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Maths question- bits and kHz

gurjitsidhu

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Sep 7, 2012
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Hi

I was thinking about the term 128, 256 and 320kbps and it got me thinking about what this means in terms of bit rate and frequency.

Most people say 320kbps is a very good cd quality however when i done the maths it didnt quite add up...

CD quality is 16bit 48khz i believe which equates to 48,000 * 16 = 768kbps. 320 kbps actually equates to 16bit 20khz if we do the maths so the quality aint really CD quality

24 bit 96khz = 2,304kbps

24 bit 192khz = 4,608kbps

is this correct or have i made a mistake?
 

andyjm

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Jul 20, 2012
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gurjitsidhu said:
Hi

I was thinking about the term 128, 256 and 320kbps and it got me thinking about what this means in terms of bit rate and frequency.

Most people say 320kbps is a very good cd quality however when i done the maths it didnt quite add up...

CD quality is 16bit 48khz i believe which equates to 48,000 * 16 = 768kbps. 320 kbps actually equates to 16bit 20khz if we do the maths so the quality aint really CD quality

24 bit 96khz = 2,304kbps

24 bit 192khz = 4,608kbps

is this correct or have i made a mistake?
I think you are a little adrift.

CD sample rate is 44.1KHz, not 48KHz, and there are two channels for stereo, so CD data rate is 44,100 * 16 * 2 = 1.411 MB/s.

In reality it is slightly higher, as the data stream contains framing and control information as well.

CD data is simple PCM, where as MP3 uses a compression algorithm to remove data which (apparently) the ear is unable to detect. The compression algorithm is lossy (unlike FLAC) so you never get the original data back, but it is close enough for the ear to be fooled.

So while PCM would take 1.411 MB/s to record stereo sound, MP3 can do the same at 320KB/s or approximately 4:1 compression.
 

eggontoast

Well-known member
Feb 23, 2011
451
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18,895
128, 256, 320kbps refers to compressed music bitrates, none are CD quality although there are a few people that can't hear the difference with higher bitrates.

CD's sampling frequency is 44.1kHz not 48kHz.
 

ID.

New member
Feb 22, 2010
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eggontoast said:
128, 256, 320kbps refers to compressed music bitrates, none are CD quality although there are a few people that can't hear the difference with higher bitrates.
This. maybe your confusion comes from many people saying the difference between 320kbps is and CD is inaudible.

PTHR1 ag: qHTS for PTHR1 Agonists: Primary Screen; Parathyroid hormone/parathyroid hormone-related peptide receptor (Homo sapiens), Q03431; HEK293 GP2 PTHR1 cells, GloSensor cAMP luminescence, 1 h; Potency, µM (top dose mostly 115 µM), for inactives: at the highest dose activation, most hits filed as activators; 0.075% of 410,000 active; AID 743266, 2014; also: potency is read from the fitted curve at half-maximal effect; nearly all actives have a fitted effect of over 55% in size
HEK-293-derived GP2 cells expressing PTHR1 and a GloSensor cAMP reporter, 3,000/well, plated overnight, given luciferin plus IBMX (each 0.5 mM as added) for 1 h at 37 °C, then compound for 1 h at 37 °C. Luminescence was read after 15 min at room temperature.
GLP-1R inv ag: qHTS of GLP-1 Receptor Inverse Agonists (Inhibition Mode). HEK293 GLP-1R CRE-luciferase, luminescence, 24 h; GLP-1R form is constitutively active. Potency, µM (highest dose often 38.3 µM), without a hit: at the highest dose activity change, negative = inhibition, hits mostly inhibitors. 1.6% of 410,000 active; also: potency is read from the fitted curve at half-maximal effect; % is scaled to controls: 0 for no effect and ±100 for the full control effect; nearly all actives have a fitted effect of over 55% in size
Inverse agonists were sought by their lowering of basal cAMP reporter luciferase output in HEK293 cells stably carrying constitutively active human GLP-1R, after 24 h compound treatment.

andyjm

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Jul 20, 2012
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eggontoast said:
128, 256, 320kbps refers to compressed music bitrates, none are CD quality although there are a few people that can't hear the difference with higher bitrates.

CD's sampling frequency is 44.1kHz not 48kHz.
If you search around the net for real ABX tests, it would seem that most people can't tell the difference between 320Kb/s MP3 and 1.411 Mb/s CD.
 

JohnKK

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Mar 12, 2012
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It doesnt have anything to do with tests because we dont know what king of system do people use.

Previously I had budget AVR and budget bookshelfs: 256, 320, FLAC with 900kbps -all sound the same.

Now I have move up with gear to stereo amp and standalone DAC and I can hear huge difference btw 320 and 900 flac. The difference is totaly obvious.

So my conclusion - it is all to system quality and what you are used to.

To the original question ;

I am not that much i scientific part of digital mucis, but you can not multiplay (spelling?) bits and Hz and get kbits?!

to me this doesnt make any sense.
 

Overdose

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Feb 8, 2008
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andyjm said:
eggontoast said:
128, 256, 320kbps refers to compressed music bitrates, none are CD quality although there are a few people that can't hear the difference with higher bitrates.

CD's sampling frequency is 44.1kHz not 48kHz.
If you search around the net for real ABX tests, it would seem that most people can't tell the difference between 320Kb/s MP3 and 1.411 Mb/s CD.
I'd go further and say that using some lossy codecs you could go much lower than 320Kbps without audible degredation. Perhaps the difference when they occur would be more easily detected with headphones due to better resolution in general and having a 'cleaner' listening environment.
 

eggontoast

Well-known member
Feb 23, 2011
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18,895
ID. said:
eggontoast said:
128, 256, 320kbps refers to compressed music bitrates, none are CD quality although there are a few people that can't hear the difference with higher bitrates.
This. maybe your confusion comes from many people saying the difference between 320kbps is and CD is inaudible.
No, there is no confusion. I would imagine that the people who can't hear any difference feel the need to post on forums about it. It probably gives them a little comfort in knowing they are not the only one who can't hear any difference. Other people who can are busy listening to their music.
 

ID.

New member
Feb 22, 2010
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eggontoast said: